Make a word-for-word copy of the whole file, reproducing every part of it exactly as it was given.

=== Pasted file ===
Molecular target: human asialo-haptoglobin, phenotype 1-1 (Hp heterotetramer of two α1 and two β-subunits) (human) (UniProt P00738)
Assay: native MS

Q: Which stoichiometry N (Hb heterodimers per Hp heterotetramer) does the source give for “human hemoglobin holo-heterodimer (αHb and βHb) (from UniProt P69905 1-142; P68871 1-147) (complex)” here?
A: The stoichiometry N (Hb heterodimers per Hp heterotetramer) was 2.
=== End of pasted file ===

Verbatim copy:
Molecular target: human asialo-haptoglobin, phenotype 1-1 (Hp heterotetramer of two α1 and two β-subunits) (human) (UniProt P00738)
Assay: native MS

Q: Which stoichiometry N (Hb heterodimers per Hp heterotetramer) does the source give for “human hemoglobin holo-heterodimer (αHb and βHb) (from UniProt P69905 1-142; P68871 1-147) (complex)” here?
A: The stoichiometry N (Hb heterodimers per Hp heterotetramer) was 2.